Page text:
What an employer can do if an employee is absent without notice “I’ve (not) got a text!”
Another summer of the ever-popular Love Island has drawn to a close. For those unfamiliar with the ITV show, where contestants sign themselves up to eight weeks in Mallorca in the hopes of finding their soulmate (or a brand deal), it might seem that employment issues are far removed from the Mediterranean sun.
However, eight weeks far exceeds the statutory holiday entitlement of 5.6 weeks for employees, and some past contestants have found themselves in hot water with their employers when they break the news. This was the case for Halifax Town footballer, Jamie Allen. The club released a statement saying it was clear the opportunity to go on Love Island was very important to him, and despite his absence shortly after signing a contract with them, they were assured he had “committed his future” to the team.
Other employers may not be so sympathetic, which begs the question: what can an employer do if an employee goes AWOL to go on Love Island (or for any other reason)?
If an employee has a holiday request rejected, they might be tempted just to take the time off anyway. Most employers will have a comprehensive sickness and absence policy detailing what an employee is required to do if they are not going to be at work on a particular day. Absence without leave, or “AWOL” is when someone does not come to work and does not give a reason for their absence or contact their employer about it. For many employers, failure to give reasons for absence will be considered misconduct.
In the first instance, an employer should reach out to an AWOL employee to see if there is a reasonable explanation for their absence. It is advisable to make note of attempted contact, in case it isn’t possible to speak to the employee and the matter becomes a disciplinary issue. If it isn’t possible to contact the employee or they don’t have a reasonable explanation for their absence, the employer could commence a disciplinary process. Whilst dependent on the individual circumstances, it’s important to note that an AWOL employee will rarely be taken to have resigned through their actions.
A more drastic situation is if an employee decides to terminate their employment, and potentially at short notice if their absence is as a result of an impending holiday. If an employee leaves employment and does not give the notice required under their contract of employment, they will be in breach of contract. An employee who chooses this course of action is, of course, not entitled to notice pay that they would otherwise be entitled to. An employer is only liable to pay the employee for the time they have worked, and, ironically, any accrued but untaken holiday. It would also be open to the employer to raise a claim against the employee for breach of contract if their absence has had a knock on effect to the employer’s operations, however this is a course of action that is rarely pursued.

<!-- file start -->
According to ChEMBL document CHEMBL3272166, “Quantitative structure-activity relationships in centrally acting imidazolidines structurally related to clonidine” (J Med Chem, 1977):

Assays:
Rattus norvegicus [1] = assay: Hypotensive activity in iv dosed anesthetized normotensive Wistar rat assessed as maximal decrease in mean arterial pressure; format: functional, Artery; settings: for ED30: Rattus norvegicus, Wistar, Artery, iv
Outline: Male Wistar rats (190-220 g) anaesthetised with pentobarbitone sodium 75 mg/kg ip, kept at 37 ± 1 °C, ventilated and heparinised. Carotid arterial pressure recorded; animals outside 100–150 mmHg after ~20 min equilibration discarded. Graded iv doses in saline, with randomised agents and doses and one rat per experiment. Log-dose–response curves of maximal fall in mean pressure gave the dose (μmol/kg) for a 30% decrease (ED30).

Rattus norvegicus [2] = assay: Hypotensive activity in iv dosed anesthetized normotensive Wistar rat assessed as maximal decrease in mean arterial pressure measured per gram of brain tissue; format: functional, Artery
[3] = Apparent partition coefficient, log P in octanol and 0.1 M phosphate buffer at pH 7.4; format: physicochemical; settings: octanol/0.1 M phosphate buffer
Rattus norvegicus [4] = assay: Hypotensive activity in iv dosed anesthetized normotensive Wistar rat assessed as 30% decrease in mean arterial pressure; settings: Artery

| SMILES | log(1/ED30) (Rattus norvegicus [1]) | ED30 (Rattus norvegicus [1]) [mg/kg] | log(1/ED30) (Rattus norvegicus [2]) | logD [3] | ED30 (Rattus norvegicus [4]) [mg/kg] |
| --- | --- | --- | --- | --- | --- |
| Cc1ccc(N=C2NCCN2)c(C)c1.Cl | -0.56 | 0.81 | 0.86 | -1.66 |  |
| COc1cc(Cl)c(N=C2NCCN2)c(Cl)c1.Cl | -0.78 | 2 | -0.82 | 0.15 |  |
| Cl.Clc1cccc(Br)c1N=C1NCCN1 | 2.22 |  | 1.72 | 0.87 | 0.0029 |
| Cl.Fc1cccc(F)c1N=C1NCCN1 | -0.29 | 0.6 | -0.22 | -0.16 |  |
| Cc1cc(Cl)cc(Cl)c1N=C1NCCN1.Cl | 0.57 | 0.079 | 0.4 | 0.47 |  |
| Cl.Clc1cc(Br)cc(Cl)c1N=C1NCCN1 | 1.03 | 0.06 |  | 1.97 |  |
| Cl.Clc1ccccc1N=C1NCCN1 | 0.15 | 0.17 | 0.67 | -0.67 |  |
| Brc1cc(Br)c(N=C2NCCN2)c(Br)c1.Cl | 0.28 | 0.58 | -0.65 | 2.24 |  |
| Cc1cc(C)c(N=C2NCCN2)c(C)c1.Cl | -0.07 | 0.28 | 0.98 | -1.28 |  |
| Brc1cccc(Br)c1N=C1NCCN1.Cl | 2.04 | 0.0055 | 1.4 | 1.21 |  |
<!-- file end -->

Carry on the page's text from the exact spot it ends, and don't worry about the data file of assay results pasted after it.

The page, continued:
Despite the potential upset caused by an AWOL or potentially departed employee, it is important for employers to explore the potential reason for an absence. An employee usually requires one year and 51 weeks’ service to bring a claim for unfair dismissal, but there is no such qualifying period in cases of discrimination. Therefore, an employer should be mindful of any circumstances which might apply to the employee which make their attendance at work difficult or impossible, and whether there might be anything they can do to alleviate those issues.
If you are concerned about an absent employee or require assistance to update your holiday, absence or any other employment policies, please get in touch with our specialist employment team.
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